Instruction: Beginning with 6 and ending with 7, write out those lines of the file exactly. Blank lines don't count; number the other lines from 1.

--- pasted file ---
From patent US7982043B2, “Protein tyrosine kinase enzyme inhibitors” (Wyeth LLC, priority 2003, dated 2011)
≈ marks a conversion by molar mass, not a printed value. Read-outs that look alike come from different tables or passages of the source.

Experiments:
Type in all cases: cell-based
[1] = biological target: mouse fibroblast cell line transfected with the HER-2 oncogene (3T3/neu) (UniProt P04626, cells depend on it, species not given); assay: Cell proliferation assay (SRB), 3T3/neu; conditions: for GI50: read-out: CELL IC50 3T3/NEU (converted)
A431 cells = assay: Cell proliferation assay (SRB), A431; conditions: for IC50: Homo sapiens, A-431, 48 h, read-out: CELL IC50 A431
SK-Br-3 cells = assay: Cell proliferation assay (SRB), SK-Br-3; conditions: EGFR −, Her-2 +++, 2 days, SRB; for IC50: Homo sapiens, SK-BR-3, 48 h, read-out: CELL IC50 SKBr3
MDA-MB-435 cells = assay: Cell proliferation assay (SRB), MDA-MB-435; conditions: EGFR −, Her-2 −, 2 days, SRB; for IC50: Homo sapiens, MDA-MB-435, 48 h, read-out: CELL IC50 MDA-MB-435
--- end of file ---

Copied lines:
A431 cells = assay: Cell proliferation assay (SRB), A431; conditions: for IC50: Homo sapiens, A-431, 48 h, read-out: CELL IC50 A431
SK-Br-3 cells = assay: Cell proliferation assay (SRB), SK-Br-3; conditions: EGFR −, Her-2 +++, 2 days, SRB; for IC50: Homo sapiens, SK-BR-3, 48 h, read-out: CELL IC50 SKBr3